3 Tips for Onboarding New Team Members

Last Updated Mar 25, 2010 7:04 AM EDT

Bringing a new person onto the team in the middle of a project, or once a team is up and running, can be tricky. In fact, it's like a kid moving to a new school in the middle of the semester -- they don't know who's who and aren't sure where to go to for answers except the teacher (in this case, you the manager). Who are the cool kids and who shouldn't they align themselves with? How do they to get their homework done and prepare for next week's quiz when they don't even know where the lockers are?

As the manager, you want to bring that person up to speed as quickly as possible. The faster they assimilate into the group, the faster and better the work will get done -- and the fast your life will get a bit easier. Here are three lessons I learned from changing schools as a kid that also apply to the virtual workplace (which is really just middle school with a paycheck):

  1. Get them a buddy or two. On a newbie's first day of school, most schools try to find them a "buddy" -- someone who knows the lay of the land and can show them around. Managers sometimes try to do this mentoring themselves, but it takes valuable time from the project and doesn't help team members get to know each other quickly. Instead, leverage the knowledge of your experienced people and assign a couple of mentors to new employees. Better yet, make sure they're from different functions, so that the newbie gets a broad view of the project and doesn't get sucked into cliques.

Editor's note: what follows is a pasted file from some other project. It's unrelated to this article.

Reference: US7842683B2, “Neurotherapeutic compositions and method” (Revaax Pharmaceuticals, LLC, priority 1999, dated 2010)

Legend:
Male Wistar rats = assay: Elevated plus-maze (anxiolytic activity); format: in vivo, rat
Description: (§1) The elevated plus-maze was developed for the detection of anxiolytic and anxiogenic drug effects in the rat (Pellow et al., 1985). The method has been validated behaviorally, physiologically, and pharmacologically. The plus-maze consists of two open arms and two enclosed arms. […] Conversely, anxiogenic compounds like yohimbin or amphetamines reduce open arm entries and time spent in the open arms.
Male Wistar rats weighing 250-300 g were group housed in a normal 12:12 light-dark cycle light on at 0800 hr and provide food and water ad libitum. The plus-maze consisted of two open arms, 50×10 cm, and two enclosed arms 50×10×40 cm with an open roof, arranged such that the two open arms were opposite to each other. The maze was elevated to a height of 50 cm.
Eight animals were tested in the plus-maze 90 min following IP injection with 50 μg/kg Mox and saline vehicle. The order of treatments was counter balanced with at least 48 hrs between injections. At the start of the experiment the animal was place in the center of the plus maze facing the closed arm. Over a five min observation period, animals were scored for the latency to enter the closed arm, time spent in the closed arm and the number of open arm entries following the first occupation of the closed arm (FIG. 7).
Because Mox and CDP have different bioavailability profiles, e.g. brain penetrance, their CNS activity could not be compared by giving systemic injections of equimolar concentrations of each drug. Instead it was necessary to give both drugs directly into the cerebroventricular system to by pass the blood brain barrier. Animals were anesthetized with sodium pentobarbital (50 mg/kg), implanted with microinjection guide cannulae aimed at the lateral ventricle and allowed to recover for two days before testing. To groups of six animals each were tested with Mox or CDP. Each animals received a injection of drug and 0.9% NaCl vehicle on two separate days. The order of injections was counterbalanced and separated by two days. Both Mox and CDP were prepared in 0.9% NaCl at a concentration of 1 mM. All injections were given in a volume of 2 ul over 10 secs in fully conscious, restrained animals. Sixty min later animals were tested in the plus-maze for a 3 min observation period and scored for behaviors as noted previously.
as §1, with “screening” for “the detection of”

2. Show them why things work like they do. Most managers know that a team has to be on the same page at the outset of a project. But people coming in part way through sometimes get assigned the tasks without being shown the big picture. Help new team members understand where their work fits in and why you do things the way you do before assigning the work. This will ensure that their efforts are aligned with the team goals, and their work and suggestions will be accepted by the others more quickly because it will be in line with what they're all doing.
  3. Help them get established early. Every new team member is suspect until they've proven themselves, so give them opportunities to show what they can do. They should get their feet under them -- but don't let it take too long. As soon as you feel they're comfortable in the role, encourage them to take the lead in a meeting. Have them teach your team members something they learned at their last job. Ask them to post something to the team wiki or suggest that they volunteer to help with a problem. The sooner the others know what this new addition can do, and that they're willing to pitch in, the sooner the new kid will start to fit in.
So welcome team additions the way you would greet a nervous new kid on their first day of school. Just don't let their mother walk them to the door and hand over their lunch, or they might get stuffed in a locker. (Don't ask me how I know, just trust me.)